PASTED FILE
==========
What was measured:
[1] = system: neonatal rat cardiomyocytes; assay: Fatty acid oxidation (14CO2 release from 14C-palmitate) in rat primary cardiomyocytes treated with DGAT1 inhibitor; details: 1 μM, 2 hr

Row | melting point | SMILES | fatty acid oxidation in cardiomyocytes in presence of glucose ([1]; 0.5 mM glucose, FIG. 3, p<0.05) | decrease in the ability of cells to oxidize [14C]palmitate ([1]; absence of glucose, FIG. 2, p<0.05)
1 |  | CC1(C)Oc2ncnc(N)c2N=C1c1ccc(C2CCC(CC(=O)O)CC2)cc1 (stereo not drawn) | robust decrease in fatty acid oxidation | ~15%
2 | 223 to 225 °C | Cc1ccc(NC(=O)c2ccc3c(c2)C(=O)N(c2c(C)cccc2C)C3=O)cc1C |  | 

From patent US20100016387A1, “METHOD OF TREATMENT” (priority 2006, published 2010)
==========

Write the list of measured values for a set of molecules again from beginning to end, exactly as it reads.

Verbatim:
What was measured:
[1] = system: neonatal rat cardiomyocytes; assay: Fatty acid oxidation (14CO2 release from 14C-palmitate) in rat primary cardiomyocytes treated with DGAT1 inhibitor; details: 1 μM, 2 hr

Row | melting point | SMILES | fatty acid oxidation in cardiomyocytes in presence of glucose ([1]; 0.5 mM glucose, FIG. 3, p<0.05) | decrease in the ability of cells to oxidize [14C]palmitate ([1]; absence of glucose, FIG. 2, p<0.05)
1 |  | CC1(C)Oc2ncnc(N)c2N=C1c1ccc(C2CCC(CC(=O)O)CC2)cc1 (stereo not drawn) | robust decrease in fatty acid oxidation | ~15%
2 | 223 to 225 °C | Cc1ccc(NC(=O)c2ccc3c(c2)C(=O)N(c2c(C)cccc2C)C3=O)cc1C |  | 

From patent US20100016387A1, “METHOD OF TREATMENT” (priority 2006, published 2010)